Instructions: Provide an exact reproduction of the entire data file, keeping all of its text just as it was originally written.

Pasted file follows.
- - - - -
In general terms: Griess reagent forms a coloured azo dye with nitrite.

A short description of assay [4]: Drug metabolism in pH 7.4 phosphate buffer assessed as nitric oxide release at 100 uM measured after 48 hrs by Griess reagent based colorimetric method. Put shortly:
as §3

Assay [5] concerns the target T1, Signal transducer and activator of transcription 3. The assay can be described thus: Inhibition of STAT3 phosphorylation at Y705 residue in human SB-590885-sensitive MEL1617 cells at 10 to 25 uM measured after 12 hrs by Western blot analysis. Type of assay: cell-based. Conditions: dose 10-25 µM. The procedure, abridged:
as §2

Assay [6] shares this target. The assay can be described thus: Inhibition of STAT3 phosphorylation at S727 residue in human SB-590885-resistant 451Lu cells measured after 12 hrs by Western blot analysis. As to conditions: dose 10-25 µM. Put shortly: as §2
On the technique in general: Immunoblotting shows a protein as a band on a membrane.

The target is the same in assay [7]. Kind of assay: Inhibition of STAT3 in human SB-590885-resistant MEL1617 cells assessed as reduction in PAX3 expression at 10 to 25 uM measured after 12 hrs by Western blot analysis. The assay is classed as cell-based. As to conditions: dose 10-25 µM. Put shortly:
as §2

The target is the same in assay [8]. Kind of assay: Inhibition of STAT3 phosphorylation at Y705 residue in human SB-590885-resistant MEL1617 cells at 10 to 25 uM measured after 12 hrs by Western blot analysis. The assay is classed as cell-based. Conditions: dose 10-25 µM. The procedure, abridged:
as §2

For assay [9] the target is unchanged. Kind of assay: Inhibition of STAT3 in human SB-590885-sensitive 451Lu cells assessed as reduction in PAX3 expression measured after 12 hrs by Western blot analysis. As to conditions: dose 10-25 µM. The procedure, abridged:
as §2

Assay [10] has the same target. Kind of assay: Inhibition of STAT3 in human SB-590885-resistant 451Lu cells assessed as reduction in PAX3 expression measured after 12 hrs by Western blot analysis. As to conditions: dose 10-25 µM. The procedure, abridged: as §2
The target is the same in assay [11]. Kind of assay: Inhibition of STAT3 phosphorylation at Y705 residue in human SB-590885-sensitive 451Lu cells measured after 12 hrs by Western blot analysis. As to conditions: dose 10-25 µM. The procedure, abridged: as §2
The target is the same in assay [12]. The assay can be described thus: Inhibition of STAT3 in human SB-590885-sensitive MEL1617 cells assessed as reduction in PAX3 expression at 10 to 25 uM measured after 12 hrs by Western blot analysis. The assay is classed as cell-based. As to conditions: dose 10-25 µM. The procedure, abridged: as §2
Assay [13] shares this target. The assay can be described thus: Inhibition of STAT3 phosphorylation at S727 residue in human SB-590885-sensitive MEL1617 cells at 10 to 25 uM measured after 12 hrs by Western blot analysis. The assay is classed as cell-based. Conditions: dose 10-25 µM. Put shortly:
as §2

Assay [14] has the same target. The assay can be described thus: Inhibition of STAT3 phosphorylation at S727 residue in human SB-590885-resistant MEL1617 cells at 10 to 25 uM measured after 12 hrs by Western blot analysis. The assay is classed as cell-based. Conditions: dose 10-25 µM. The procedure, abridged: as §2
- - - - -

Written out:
In general terms: Griess reagent forms a coloured azo dye with nitrite.

A short description of assay [4]: Drug metabolism in pH 7.4 phosphate buffer assessed as nitric oxide release at 100 uM measured after 48 hrs by Griess reagent based colorimetric method. Put shortly:
as §3

Assay [5] concerns the target T1, Signal transducer and activator of transcription 3. The assay can be described thus: Inhibition of STAT3 phosphorylation at Y705 residue in human SB-590885-sensitive MEL1617 cells at 10 to 25 uM measured after 12 hrs by Western blot analysis. Type of assay: cell-based. Conditions: dose 10-25 µM. The procedure, abridged:
as §2

Assay [6] shares this target. The assay can be described thus: Inhibition of STAT3 phosphorylation at S727 residue in human SB-590885-resistant 451Lu cells measured after 12 hrs by Western blot analysis. As to conditions: dose 10-25 µM. Put shortly: as §2
On the technique in general: Immunoblotting shows a protein as a band on a membrane.

The target is the same in assay [7]. Kind of assay: Inhibition of STAT3 in human SB-590885-resistant MEL1617 cells assessed as reduction in PAX3 expression at 10 to 25 uM measured after 12 hrs by Western blot analysis. The assay is classed as cell-based. As to conditions: dose 10-25 µM. Put shortly:
as §2

The target is the same in assay [8]. Kind of assay: Inhibition of STAT3 phosphorylation at Y705 residue in human SB-590885-resistant MEL1617 cells at 10 to 25 uM measured after 12 hrs by Western blot analysis. The assay is classed as cell-based. Conditions: dose 10-25 µM. The procedure, abridged:
as §2

For assay [9] the target is unchanged. Kind of assay: Inhibition of STAT3 in human SB-590885-sensitive 451Lu cells assessed as reduction in PAX3 expression measured after 12 hrs by Western blot analysis. As to conditions: dose 10-25 µM. The procedure, abridged:
as §2

Assay [10] has the same target. Kind of assay: Inhibition of STAT3 in human SB-590885-resistant 451Lu cells assessed as reduction in PAX3 expression measured after 12 hrs by Western blot analysis. As to conditions: dose 10-25 µM. The procedure, abridged: as §2
The target is the same in assay [11]. Kind of assay: Inhibition of STAT3 phosphorylation at Y705 residue in human SB-590885-sensitive 451Lu cells measured after 12 hrs by Western blot analysis. As to conditions: dose 10-25 µM. The procedure, abridged: as §2
The target is the same in assay [12]. The assay can be described thus: Inhibition of STAT3 in human SB-590885-sensitive MEL1617 cells assessed as reduction in PAX3 expression at 10 to 25 uM measured after 12 hrs by Western blot analysis. The assay is classed as cell-based. As to conditions: dose 10-25 µM. The procedure, abridged: as §2
Assay [13] shares this target. The assay can be described thus: Inhibition of STAT3 phosphorylation at S727 residue in human SB-590885-sensitive MEL1617 cells at 10 to 25 uM measured after 12 hrs by Western blot analysis. The assay is classed as cell-based. Conditions: dose 10-25 µM. Put shortly:
as §2

Assay [14] has the same target. The assay can be described thus: Inhibition of STAT3 phosphorylation at S727 residue in human SB-590885-resistant MEL1617 cells at 10 to 25 uM measured after 12 hrs by Western blot analysis. The assay is classed as cell-based. Conditions: dose 10-25 µM. The procedure, abridged: as §2